But the victim, who listened in on the June 5 hearing but on Tuesday chose to address the court, said it was not her fault that a case was not filed 25 years ago.
She said it was disappointing to hear members of the public speaking on Smith’s behalf, many of whom said the knew about the incident at the time and some of whom made comments about the victim’s looks and behavior.
“I heard character witnesses say they knew and didn’t do anything,” she said. “I was a child, and the adults around me failed.”
The victim said she came forward not for herself or to see Smith punished, but to protect other girls who might be victimized.
“It is clear to me the defendant takes no responsibility for his actions,” she said.
Langer also said he was worried about Smith’s level of acceptance.
“I do have significant concerns that Mr. Smith, even now, after his treatment, doesn’t fully get it, and isn’t fully owning up to what happened,” he said.
Langer said he watched an interview Smith gave to police in which, “the general sense that one gets is Mr. Smith was minimizing this conduct, that he was victim blaming.”
The judge pointed to two statements in particular in which Smith said there was “no stopping (the victim)” and about the victim never using their “safe word.”
“I just don’t know what to say about that,” Langer said. “It’s hard to imagine anyone saying that about sexual contact with a child.”
Boulder Senior Deputy District Attorney Laura Kinde also pointed out another woman has come forward since the sentencing hearing and accused Smith of similar conduct in Pennsylvania eight years ago.
Prosecutors said information on the Pennsylvania case was sent to local authorities so they could make a decision on charges.
This is in addition to another woman who accused Smith of inappropriate conduct in Vermont in the 90s, though local authorities did not pursue that case.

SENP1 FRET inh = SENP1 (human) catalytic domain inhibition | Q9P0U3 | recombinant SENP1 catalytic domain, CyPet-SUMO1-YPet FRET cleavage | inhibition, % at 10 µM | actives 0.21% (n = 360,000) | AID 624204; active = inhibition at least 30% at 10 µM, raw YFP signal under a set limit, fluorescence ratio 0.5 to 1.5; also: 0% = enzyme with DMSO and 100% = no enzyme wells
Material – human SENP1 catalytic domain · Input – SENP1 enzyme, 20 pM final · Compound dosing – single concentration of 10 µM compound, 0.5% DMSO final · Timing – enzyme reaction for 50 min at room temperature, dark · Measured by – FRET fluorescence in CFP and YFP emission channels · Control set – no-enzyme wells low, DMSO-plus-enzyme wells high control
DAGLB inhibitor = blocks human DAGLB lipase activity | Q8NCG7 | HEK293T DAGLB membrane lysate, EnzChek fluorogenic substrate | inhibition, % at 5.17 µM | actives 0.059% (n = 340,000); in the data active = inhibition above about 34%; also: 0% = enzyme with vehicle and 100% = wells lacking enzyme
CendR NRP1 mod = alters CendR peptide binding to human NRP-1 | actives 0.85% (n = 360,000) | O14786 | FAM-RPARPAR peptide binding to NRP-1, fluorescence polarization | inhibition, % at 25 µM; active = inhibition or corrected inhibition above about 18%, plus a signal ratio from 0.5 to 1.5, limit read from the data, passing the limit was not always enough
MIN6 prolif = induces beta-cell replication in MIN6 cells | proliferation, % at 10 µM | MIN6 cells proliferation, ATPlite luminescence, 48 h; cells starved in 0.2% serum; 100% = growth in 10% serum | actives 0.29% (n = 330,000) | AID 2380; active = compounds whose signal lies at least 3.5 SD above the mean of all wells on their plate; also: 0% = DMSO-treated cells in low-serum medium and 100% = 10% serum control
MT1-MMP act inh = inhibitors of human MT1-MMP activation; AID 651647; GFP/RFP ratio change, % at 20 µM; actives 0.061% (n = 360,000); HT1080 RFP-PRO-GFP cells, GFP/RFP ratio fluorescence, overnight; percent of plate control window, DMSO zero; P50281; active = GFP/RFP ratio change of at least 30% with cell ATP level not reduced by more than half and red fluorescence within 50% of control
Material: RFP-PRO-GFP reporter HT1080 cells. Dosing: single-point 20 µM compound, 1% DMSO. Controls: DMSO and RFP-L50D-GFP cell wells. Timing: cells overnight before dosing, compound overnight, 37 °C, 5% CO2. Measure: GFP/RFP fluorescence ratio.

“We want to thank the survivor for coming forward and reporting what happened to her over 20 years ago,” Kinde said in a statement. “In doing so, we were able to discover other young girls the defendant had victimized and stop the defendant from perpetrating sexual abuse on any additional young girls. The Boulder Police Department did an outstanding job with this investigation and because of that we were able to secure a conviction and sentence that will protect the community for years to come.”
While neither case has resulted in charges, Langer said the law does allow him to take the allegations into account when sentencing.
“They’re strikingly similar, and that’s very concerning,” he said.
While Langer limited comments at this hearing because of the June 5 hearing, he did allow Smith to address the court again. Smith again pointed out he had already gone through treatment in 1998 and said 15 years was “a tremendous amount of time for something that happened 25 years ago.”
“I am deeply regretful,” Smith said. “I did admit what I did back then, I feel a tremendous amount of remorse that is tearing through my heart, and that is the truth.”
But in response to Smith’s repeated plea of, “What more could I have done?” the victim had a response.
“He could have taken responsibility, he could have really gotten help,” she said. “He could have never hurt me.”